Thursday, April 27, 2017
   
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History and People

Vikings Touched Poland and North America

The Age of the Vikings lasted from about 800 to 1100 A.D. During this time their influence extended from their origins in Scandinavia throughout most of Europe, Byzantium in Asia Minor, and westward to North America.

There is proof of a Viking settlement on the island of Labrador off the Canadian coast, and the existence of Vinland, a Norse settlement farther south, is believed to have been in present day Nova Scotia, Rhode Island or Cape Cod. The discovery of a runestone in Minnesota with Nordic characters engraved on it, along with other purported Viking relics, seems to point to a Viking foray into interior North America.

The Viking impact on Europe was much more profound.

Read more: Vikings Touched Poland and North America

 

Working through Pitchblende to Separate Radium & Polonium

In the previous article we talked about the scientific breakthrough - discovery of polonium and radium. Marie and Pierre had still a long way to go to prove that they really discovered new elements. The amount of radium and polonium which they were able to extract were minute, they needed much more in order to establish their physical and chemical properties.

The ore from which they extracted polonium and radium came from the pitchblende deposits used to extract uranium salts for glass manufacture in St Joachimsthal mine in Bohemia. The price of pitchblende was high but the value of the residue left after extracting uranium salt was low since the ore was considered useless.  In that time St Joachimsthal was a part of Austrian empire. There were many  problems to deal with:  to arrange a permission to transfer massive amounts of ore from Austria to France, to pay for the ore and to for its transportation. Besides, Marie and Pierre did not even have a good quality laboratory at the Sorbonne University, only a small shack with no floor which was used for animal dissection in the past.

Marie and Pierre in the laboratory

Read more: Working through Pitchblende to Separate Radium & Polonium

   

Hundredth Anniversary of Marie Curie’s Chemistry Nobel Award

Marie CurieAt the end of summer 2011 when Marie Curie was participating the Solvay Conference in Brussels, she received a telegram from Nobel  Committee in Sweden.  She was awarded the second Nobel  Prize, this time in chemistry. She was recognized for producing a sufficient amount of two new elements, polonium and radium, for establishment their atomic weight and other unusual and radioactive properties.

Marie was not only the first Pole and the first woman to receive a Nobel award (the first one in 1903). She was also the first person who received two Nobel awards in two different areas of science.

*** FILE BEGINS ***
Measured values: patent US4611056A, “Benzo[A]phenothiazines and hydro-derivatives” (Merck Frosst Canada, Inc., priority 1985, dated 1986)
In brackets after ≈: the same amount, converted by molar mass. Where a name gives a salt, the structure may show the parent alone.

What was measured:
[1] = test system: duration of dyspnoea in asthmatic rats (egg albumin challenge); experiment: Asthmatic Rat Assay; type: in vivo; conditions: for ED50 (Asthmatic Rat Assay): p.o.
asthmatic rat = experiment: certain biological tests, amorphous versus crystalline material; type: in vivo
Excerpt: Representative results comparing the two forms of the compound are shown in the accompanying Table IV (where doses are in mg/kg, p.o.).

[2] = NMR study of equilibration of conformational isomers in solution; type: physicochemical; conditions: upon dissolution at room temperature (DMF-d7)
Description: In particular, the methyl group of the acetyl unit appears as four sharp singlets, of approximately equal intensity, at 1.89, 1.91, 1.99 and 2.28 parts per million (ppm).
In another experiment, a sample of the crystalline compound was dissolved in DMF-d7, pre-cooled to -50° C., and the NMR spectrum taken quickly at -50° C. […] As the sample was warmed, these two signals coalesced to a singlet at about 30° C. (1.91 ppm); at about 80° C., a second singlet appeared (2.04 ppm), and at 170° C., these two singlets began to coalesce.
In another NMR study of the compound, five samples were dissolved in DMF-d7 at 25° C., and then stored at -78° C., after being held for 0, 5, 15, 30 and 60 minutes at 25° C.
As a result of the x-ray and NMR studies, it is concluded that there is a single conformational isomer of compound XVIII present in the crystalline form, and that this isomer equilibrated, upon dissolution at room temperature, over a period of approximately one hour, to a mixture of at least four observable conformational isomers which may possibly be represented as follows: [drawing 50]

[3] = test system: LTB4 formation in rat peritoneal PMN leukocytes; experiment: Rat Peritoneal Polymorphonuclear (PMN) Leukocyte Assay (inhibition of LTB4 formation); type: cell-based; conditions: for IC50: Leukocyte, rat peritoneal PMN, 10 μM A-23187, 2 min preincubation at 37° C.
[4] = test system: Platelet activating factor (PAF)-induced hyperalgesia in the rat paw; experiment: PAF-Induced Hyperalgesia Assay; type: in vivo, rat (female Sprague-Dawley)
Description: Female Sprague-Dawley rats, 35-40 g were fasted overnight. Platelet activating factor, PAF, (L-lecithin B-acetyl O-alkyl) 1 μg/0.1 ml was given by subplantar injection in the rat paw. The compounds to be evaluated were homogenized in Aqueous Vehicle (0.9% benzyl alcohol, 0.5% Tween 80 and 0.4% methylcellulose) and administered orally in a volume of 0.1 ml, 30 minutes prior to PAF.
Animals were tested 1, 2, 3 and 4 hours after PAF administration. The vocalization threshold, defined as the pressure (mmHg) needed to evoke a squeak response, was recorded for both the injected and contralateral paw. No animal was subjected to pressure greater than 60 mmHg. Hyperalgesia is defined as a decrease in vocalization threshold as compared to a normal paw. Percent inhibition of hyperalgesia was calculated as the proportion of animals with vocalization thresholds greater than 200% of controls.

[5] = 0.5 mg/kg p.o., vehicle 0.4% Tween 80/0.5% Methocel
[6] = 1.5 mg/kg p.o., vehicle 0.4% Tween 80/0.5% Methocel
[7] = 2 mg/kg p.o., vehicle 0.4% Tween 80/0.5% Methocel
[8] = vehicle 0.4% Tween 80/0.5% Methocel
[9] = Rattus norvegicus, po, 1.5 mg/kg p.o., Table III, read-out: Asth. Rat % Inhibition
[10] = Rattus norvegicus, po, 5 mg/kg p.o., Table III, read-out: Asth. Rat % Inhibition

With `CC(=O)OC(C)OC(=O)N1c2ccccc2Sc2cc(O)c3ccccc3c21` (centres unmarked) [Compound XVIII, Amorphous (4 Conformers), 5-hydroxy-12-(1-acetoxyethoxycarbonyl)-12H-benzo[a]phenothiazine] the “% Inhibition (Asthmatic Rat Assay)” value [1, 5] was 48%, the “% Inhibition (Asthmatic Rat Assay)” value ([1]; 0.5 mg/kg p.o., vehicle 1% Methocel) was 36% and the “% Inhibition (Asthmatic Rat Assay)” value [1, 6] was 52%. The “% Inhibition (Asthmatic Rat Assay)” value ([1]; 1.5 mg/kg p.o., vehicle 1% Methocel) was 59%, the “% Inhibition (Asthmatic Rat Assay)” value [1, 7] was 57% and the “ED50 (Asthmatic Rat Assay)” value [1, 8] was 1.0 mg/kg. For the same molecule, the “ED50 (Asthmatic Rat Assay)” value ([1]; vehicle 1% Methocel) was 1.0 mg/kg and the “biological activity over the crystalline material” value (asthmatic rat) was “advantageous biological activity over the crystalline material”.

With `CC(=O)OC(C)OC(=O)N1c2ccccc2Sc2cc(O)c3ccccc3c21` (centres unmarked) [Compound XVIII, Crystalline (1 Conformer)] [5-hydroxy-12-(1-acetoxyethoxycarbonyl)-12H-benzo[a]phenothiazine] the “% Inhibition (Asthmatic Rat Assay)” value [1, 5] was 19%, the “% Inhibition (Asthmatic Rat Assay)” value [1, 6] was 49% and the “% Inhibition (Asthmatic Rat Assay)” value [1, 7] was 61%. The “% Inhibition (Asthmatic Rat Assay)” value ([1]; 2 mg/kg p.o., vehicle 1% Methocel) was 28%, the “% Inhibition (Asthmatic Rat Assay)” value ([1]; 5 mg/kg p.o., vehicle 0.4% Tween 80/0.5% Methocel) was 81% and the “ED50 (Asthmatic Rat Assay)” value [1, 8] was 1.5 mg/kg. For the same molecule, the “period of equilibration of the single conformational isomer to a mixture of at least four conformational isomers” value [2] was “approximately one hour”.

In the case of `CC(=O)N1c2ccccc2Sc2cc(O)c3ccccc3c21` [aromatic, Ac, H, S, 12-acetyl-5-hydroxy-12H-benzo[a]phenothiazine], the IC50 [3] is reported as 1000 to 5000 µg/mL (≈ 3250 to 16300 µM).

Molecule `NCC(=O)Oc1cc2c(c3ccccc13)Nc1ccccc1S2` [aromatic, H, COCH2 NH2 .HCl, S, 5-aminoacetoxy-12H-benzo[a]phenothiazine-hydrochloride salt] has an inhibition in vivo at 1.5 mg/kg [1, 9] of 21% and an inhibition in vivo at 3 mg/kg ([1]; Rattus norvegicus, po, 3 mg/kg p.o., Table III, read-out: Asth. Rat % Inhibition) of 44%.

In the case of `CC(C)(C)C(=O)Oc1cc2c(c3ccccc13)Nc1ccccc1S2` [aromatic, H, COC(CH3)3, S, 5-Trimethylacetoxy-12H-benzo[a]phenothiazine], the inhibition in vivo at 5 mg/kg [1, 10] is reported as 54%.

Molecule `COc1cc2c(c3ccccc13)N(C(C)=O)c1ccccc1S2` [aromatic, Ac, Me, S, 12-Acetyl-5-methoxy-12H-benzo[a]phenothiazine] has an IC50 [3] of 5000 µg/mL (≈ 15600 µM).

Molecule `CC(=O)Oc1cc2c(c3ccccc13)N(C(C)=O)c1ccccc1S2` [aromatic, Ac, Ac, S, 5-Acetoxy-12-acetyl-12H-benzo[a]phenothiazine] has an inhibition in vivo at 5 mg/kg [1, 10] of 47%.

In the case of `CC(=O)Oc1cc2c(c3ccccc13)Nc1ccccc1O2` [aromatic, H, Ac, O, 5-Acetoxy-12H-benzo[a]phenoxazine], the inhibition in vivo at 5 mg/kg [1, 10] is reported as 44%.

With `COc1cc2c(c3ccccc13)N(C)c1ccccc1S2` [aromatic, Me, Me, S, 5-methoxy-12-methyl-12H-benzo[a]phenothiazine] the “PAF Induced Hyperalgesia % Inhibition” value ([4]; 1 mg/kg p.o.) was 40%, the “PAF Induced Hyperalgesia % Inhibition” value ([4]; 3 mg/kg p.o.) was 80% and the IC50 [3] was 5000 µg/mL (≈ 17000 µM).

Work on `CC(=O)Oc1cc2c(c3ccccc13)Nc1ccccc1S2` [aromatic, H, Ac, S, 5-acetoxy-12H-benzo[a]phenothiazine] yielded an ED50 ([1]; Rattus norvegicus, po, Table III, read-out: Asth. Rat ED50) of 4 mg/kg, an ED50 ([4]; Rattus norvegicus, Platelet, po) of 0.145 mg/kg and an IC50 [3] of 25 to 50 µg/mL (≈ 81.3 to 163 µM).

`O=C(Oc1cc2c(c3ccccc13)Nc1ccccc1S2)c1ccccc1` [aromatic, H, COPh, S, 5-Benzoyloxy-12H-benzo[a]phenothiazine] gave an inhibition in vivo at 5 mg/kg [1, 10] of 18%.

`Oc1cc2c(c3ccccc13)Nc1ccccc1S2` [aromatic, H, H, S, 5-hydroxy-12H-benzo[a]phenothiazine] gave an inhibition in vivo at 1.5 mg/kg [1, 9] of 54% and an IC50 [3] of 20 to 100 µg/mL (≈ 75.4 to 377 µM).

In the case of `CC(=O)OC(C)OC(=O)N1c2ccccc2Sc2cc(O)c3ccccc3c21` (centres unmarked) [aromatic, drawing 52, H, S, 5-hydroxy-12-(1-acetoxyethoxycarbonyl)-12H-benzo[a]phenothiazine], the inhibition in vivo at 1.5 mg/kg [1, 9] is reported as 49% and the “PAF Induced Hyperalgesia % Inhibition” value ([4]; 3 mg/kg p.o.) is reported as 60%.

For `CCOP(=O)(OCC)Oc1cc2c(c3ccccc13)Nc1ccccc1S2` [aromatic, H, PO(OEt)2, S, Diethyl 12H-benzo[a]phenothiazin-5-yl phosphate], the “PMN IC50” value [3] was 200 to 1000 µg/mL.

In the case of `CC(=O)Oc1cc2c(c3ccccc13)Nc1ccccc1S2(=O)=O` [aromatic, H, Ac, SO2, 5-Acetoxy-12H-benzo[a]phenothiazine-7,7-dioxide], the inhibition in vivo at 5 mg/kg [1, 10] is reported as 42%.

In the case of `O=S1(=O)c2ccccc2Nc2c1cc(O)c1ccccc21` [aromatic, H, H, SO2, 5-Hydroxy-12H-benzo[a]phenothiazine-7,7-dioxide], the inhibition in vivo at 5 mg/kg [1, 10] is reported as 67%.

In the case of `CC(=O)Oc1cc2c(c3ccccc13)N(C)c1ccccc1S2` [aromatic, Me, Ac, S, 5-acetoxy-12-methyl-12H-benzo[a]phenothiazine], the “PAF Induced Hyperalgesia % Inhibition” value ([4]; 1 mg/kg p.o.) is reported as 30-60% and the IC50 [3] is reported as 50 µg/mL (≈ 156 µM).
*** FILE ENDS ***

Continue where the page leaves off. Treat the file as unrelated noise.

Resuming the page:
Read more: Hundredth Anniversary of Marie Curie’s Chemistry Nobel Award

   

John Adams and Poland's Affairs

 

John Adams, the first vice president of the United States, second president and illustrious Founding Father, was one of the great political thinkers in history.

John AdamsAfter American independence was achieved, and the federal Articles of Confederation showed their weaknesses, Adams became a supporter of a new federal charter, or constitution, for the United States. In 1787 he wrote and had published a collection of essays in support of revamping the federal government. Entitled A Defence of the Constitutions of the United States of America, the book argued in support of a strong chief executive, a sovereign and superior bicameral legislature, and a system of checks and balances to control any possible dangerous concentration of power.

Adams’ book brought up examples of historical attempts at democracies and republics, including those of Greece, Rome, England and Poland. He devoted two chapters to Poland, using its example as a nation threatened by its neighbors with little freedom for the common man due to its weak central government. He showed himself to be well educated as to the current situation in that country and in its history.

Read more: John Adams and Poland's Affairs

   

Discovery of Polonium and Radium

Marie was already young wife and mother, now it was a time to find a subject for doctorial thesis. She would become the first woman in Europe with PhD in Physics! Read the previous part: Maria and Pierre Curie: First Meeting, Love and Marriage .

electrometer-CuriesThe discovery of strange X-ray radiation by Rentgen, the radiation that showed bare bone in human hand became the most novel scientific curiosity. Henri Bequerel found that salts of uranium were also a source of this strange radiation. They made a mark on photographic paper without any access to the external light. So Marie naturally decided to follow up and investigate it. Pierre and Jacques Curie invented the electrometer (see the photo on the right) based on piezoelectric quartz that could detect very small amount of electricity. It was known that this strange radiation caused changes in the electric field, so Curies electrometer was a very suitable device to experiment with these strange and penetrating rays.

Read more: Discovery of Polonium and Radium

   

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This is Brande from Uganda with a photo of Ela, my daughter.

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